Carlos Barrios returns to Brisbane with a series of works on view at Mitchell Fine Art

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Carlos Barrios returns to Brisbane with a series of works on view at Mitchell Fine Art
Carlos Barrios, Riding the Wave, 120 x 160 cm, mixed media on linen.

BRISBANE.- Central American figurative artist Carlos Barrios returns to Brisbane with a series of works exploring the undefinable nature of dreams. Showing at Mitchell Fine Art from 29th May, Barrios’ solo exhibition ‘Undefined Dreams’, blurs the realms of consciousness and unconsciousness as he tries to capture the elusive images that have come to him in a dreamlike state.

This exhibition celebrates Carlos Barrios’ process as much as the subject. Working emotively, Barrios has no preconceived notions of what an artwork will look like until it has finished.

As Barrios explains, “I dispose myself before a blank piece and let it come - colours and shapes, lines and dots. Each piece takes on a life of its own. The process is quite an enjoyable one – but not without moments of doubt. The imaginary takes shape and follows a pattern that sometimes remains a mystery,even to its creator.”

Recently relocating to Currumbin in Queensland with his family, dogs, cat and chickens, is it any wonder that Carlos Barrios has filled his artworks with visions of people, animals, coastal and pastoral scenes. It isn’t just the celebration of life but the feelings of joy, love, spirituality and sensuality that Barrios is trying to express.

“I like them to be as they are. These undefined visions allow me the intimacy of a journey that fills my days, with a clear purpose and practice - keeping alive my soul, curiosity and dreams.” Carlos Barrios 2019.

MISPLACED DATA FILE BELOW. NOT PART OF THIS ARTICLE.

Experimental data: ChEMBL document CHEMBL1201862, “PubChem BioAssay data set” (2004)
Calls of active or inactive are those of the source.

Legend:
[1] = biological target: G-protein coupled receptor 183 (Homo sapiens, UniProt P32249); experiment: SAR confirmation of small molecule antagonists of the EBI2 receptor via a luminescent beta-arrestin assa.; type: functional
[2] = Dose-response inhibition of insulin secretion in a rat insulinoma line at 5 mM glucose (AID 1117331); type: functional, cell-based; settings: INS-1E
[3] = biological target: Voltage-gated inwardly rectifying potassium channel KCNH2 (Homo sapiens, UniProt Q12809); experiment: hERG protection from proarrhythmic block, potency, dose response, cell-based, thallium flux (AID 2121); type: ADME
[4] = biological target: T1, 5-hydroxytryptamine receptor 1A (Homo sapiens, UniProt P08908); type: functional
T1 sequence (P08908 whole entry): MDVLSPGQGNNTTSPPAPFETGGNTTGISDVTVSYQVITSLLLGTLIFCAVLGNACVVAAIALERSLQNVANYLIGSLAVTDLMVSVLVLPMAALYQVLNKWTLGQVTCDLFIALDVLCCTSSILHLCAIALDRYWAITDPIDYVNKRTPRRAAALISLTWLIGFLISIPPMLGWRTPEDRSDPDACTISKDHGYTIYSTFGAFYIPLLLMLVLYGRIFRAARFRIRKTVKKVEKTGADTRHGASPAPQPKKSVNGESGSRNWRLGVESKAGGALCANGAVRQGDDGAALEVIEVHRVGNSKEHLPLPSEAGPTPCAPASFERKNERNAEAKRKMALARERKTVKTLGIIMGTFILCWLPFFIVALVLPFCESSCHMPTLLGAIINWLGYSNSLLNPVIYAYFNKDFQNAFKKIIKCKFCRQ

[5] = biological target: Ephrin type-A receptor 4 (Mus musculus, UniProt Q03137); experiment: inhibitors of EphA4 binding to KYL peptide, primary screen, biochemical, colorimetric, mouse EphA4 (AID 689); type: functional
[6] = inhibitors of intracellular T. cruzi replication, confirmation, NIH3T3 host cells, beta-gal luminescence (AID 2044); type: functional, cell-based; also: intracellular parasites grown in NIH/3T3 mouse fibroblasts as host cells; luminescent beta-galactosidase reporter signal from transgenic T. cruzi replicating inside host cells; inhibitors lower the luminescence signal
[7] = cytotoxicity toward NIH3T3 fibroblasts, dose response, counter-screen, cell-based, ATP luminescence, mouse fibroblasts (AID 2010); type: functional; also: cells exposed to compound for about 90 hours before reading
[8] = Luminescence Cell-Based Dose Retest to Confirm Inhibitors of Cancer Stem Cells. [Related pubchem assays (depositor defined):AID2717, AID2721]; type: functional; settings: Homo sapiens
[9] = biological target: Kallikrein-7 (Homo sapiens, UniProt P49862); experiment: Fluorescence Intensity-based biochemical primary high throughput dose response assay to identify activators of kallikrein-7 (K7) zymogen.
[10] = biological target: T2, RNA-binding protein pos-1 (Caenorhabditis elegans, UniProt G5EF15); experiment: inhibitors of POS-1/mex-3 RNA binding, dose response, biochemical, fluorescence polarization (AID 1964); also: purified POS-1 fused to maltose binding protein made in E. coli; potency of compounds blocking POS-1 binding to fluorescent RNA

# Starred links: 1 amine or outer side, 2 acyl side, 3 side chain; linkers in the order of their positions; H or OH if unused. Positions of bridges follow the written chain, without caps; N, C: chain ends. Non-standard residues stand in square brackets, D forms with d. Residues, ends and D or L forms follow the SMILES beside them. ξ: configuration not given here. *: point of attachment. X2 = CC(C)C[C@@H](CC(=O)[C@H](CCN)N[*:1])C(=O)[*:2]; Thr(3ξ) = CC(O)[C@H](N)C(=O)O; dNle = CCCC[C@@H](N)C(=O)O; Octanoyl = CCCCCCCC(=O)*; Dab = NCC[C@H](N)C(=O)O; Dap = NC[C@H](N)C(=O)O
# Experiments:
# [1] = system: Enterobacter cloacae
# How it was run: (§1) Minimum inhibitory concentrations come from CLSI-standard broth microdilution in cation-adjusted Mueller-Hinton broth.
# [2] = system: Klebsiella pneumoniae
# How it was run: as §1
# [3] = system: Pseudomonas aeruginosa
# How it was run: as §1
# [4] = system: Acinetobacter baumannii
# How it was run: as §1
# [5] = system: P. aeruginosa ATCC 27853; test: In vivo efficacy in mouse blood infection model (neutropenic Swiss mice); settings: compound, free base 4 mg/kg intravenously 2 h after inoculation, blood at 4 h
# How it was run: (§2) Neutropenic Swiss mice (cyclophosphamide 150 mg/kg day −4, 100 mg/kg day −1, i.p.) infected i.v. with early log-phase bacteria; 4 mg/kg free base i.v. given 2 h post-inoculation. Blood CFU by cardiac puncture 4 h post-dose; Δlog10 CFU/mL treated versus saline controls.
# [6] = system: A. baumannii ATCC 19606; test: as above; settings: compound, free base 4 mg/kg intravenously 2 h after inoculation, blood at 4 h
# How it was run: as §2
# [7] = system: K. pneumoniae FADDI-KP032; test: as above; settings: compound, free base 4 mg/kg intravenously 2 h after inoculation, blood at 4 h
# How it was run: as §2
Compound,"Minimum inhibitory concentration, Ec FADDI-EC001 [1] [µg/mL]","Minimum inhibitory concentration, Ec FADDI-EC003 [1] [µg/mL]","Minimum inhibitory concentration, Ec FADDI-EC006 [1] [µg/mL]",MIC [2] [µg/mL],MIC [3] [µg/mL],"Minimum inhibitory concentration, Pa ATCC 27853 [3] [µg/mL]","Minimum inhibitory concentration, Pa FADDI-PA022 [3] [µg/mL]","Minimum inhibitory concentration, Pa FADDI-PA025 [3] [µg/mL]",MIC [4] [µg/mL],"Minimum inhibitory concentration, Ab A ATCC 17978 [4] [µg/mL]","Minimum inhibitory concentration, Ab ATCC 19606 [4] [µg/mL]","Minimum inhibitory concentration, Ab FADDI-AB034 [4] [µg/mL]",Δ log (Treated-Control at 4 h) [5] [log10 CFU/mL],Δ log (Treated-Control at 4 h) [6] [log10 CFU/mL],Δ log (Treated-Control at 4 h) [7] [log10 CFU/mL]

It is this joyous freedom of expression for which artist Carlos Barrios is known and what he is passionate to continue discovering.

Growing up in El Salvador, Carlos Barrios emigrated to Australia over 20 years ago. For the last several years he has worked closely with one of Australia’s most celebrated artists, John Olsen. Such is the esteem in which he holds Barrios, Olsen has taken him under his wing and continues to mentor him.

Barrios began painting figures and creatures from his imagination at the age of six. As the son of an archaeologist, Barrios was immersed in the iconography and sculptural artefacts of the ancient civilisations of Central America from a very young age and was heavily influenced by the figurative elements.

Today, Barrios applies his abstract figurative style to his life in Australia. Recently relocating to Queensland his works are vivid, colourful depictions of his new home. The focus of his work is to paint all that he is grateful for; family, love, laughter, beaches and sunshine. Barrios celebrates the good he believes is in everyone. This is the reason many of his paintings are filled with figures, “I must paint people”, Barrios explains.

Barrios has been a finalist in several art prizes including the Blake Prize, Sulman Prize, NSW Plein Air Art Prize and the Fisher Ghost Art Prize.

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